The world's airline industry stands to lose 6 billion US dollars this year, the International Air Transport Association (IATA) said on Friday.
"Turning growth into profitability has never been more critical. Airlines will end 2005 with a 6 billion US dollars loss -- on top of 36 billion dollars in losses accumulated between 2001 and 2004," said Giovanni Bisignani, IATA's director general and CEO.
"As we battle the high price of fuel, cost efficiency will continue to be a top priority -- not only for airlines but for every partner in the value chain, including airports and air navigation service providers," he said in a statement.
Airlines have reduced non-fuel unit costs by 14 percent since 2001, according to IATA. As a result the break-even price of oil has risen from 22 dollars per barrel (Brent) in 2003 to 48 dollars per barrel (Brent) in 2005.
Based on continued cost reduction and an oil price of 53 dollars per barrel (down from 54.5 dollars in 2005) airlines are expected to return a loss of 4.3 billion dollars in 2006, according to IATA.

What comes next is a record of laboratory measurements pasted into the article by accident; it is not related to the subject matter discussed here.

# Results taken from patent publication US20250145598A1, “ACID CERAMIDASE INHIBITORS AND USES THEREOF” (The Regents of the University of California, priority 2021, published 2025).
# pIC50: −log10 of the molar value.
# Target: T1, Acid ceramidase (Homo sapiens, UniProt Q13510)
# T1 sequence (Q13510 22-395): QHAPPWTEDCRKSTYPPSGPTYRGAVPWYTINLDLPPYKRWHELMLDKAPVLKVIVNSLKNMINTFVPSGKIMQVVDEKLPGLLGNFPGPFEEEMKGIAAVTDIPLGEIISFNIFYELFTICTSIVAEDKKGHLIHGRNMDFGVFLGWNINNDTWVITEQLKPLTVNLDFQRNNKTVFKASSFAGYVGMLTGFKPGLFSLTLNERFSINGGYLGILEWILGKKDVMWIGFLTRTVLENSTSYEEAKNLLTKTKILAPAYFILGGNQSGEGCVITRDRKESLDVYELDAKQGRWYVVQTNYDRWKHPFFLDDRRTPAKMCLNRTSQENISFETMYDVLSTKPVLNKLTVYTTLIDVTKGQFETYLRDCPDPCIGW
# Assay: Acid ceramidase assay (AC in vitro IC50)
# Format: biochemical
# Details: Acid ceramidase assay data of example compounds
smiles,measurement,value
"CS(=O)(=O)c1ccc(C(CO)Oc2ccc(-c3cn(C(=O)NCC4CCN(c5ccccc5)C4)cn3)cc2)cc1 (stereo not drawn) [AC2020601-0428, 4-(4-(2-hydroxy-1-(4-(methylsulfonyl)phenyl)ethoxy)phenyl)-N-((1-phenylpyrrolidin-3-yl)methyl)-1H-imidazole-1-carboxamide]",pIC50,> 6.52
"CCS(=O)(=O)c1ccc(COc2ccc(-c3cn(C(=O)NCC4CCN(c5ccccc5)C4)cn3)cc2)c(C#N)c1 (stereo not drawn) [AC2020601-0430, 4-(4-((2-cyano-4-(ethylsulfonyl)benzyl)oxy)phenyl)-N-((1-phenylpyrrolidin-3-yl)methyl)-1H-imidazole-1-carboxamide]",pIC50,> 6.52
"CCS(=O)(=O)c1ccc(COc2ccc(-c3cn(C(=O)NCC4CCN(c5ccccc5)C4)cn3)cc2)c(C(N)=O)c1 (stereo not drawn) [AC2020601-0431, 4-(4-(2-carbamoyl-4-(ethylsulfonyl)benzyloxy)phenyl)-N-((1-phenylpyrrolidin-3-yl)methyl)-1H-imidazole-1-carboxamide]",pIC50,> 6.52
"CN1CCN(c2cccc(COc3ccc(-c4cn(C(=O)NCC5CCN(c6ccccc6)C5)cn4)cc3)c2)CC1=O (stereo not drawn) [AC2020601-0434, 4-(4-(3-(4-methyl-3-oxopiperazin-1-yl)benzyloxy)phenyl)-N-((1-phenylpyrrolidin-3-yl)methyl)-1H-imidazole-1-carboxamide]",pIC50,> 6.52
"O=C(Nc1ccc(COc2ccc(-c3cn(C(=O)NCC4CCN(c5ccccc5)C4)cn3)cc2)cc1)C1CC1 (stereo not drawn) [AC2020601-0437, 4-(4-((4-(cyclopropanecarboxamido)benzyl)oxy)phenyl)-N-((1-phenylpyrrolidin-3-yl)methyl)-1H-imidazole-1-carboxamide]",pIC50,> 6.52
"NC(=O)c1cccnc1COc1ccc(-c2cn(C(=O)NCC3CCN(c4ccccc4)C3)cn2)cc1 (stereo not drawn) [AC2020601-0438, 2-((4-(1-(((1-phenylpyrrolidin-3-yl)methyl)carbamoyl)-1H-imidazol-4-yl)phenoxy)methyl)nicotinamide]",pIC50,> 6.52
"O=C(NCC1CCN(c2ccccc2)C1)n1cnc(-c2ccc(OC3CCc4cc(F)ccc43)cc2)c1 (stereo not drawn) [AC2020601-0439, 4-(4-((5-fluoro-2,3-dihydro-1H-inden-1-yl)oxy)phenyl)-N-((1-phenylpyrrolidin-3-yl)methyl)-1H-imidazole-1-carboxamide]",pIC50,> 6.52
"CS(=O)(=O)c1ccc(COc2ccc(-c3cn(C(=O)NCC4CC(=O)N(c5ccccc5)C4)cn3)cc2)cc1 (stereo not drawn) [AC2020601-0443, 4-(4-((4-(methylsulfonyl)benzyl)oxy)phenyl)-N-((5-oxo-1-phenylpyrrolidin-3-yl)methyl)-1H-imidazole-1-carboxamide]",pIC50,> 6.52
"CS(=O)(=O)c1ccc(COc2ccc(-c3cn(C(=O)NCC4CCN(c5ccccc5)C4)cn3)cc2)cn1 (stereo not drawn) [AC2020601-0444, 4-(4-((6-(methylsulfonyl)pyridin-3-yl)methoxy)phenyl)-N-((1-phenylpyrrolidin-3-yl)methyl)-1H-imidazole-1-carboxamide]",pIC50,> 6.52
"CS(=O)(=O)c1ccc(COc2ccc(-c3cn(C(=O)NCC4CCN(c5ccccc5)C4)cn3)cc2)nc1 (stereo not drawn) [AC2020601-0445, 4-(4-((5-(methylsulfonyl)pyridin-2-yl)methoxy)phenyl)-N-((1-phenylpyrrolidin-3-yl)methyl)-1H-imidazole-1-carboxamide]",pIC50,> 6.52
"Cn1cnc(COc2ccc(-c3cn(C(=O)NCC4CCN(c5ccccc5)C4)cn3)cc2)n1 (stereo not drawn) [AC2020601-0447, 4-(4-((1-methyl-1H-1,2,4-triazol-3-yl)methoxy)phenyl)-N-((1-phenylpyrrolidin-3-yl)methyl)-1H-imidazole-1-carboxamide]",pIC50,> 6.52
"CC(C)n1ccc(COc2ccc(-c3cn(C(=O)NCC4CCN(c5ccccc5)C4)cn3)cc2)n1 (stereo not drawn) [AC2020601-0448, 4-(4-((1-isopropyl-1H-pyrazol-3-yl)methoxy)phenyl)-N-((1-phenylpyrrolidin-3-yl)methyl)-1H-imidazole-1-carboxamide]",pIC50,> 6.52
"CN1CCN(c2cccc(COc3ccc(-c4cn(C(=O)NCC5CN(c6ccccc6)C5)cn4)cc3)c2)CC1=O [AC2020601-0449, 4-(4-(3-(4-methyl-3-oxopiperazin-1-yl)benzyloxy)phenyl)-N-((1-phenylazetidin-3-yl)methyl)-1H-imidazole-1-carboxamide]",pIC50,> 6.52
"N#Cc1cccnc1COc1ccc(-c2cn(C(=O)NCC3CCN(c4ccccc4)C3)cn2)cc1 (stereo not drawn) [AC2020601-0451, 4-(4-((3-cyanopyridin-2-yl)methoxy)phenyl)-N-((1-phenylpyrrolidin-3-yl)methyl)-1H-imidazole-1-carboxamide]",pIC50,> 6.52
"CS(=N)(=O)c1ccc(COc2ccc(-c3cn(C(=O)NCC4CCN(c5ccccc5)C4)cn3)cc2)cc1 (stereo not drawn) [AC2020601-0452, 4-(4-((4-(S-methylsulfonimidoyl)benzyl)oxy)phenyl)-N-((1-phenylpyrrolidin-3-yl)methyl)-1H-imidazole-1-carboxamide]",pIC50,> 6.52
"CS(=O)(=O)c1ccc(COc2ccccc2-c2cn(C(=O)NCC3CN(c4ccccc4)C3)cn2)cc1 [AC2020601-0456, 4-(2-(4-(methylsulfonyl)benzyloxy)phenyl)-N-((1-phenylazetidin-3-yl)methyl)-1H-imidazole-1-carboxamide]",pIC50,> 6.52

"We will only see profitability in 2007, when we expect a return of 6.2 billion dollars. This is a net profit margin of 1.5 percent, not even enough to cover the cost of capital and nowhere near recovering the billions lost since 2001. A long and difficult agenda for change involving all partners is still ahead of us," said Bisignani.
IATA brings together approximately 265 airlines, including the world's largest. Flights by these airlines comprise 94 percent of all international scheduled air traffic.
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The industry fuel bill rose from $44 billion in 2003 to $63 billion in 2004. At $57 per barrel, the industry fuel bill for 2005 will top $97 billion.
Soaring fuel prices are increasing the need for greater efficiency in air traffic control to curb any unnecessary flying time, IATA said.
The high load factors along with fuel surcharges are helping airlines to partially mitigate the soaring price of fuel.
U.S. carriers have suffered worse than Europeans due to slowed air travel after the Sept. 11, 2001, attacks in the United States and the rise of budget carriers.